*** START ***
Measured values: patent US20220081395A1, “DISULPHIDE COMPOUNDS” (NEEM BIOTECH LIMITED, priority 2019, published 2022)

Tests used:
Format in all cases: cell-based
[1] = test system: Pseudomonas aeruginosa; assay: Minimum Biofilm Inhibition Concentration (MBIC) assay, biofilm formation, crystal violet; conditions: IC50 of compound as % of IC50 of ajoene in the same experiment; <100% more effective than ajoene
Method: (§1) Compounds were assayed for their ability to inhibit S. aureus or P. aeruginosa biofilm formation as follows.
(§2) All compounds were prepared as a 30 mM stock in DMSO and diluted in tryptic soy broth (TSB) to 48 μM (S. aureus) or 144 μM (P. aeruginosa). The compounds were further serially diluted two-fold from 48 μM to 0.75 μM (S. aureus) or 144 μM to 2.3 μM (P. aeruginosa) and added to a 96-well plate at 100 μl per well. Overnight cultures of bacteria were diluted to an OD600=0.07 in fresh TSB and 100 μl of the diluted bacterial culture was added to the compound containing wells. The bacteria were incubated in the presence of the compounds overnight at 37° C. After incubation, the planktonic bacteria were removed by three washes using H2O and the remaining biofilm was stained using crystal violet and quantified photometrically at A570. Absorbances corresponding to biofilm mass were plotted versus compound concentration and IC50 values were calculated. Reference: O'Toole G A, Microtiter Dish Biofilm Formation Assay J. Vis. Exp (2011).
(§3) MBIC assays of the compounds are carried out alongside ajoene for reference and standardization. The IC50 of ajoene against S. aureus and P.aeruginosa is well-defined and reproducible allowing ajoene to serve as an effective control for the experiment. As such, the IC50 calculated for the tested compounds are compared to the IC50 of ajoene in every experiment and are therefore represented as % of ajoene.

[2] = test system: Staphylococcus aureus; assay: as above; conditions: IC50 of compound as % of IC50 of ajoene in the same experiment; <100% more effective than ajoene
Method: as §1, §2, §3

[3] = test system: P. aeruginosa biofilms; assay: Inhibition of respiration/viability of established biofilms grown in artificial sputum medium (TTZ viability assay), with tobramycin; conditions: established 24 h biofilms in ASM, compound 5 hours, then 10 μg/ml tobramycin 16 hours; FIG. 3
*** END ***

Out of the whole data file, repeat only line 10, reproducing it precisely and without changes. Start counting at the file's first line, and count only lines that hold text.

[3] = test system: P. aeruginosa biofilms; assay: Inhibition of respiration/viability of established biofilms grown in artificial sputum medium (TTZ viability assay), with tobramycin; conditions: established 24 h biofilms in ASM, compound 5 hours, then 10 μg/ml tobramycin 16 hours; FIG. 3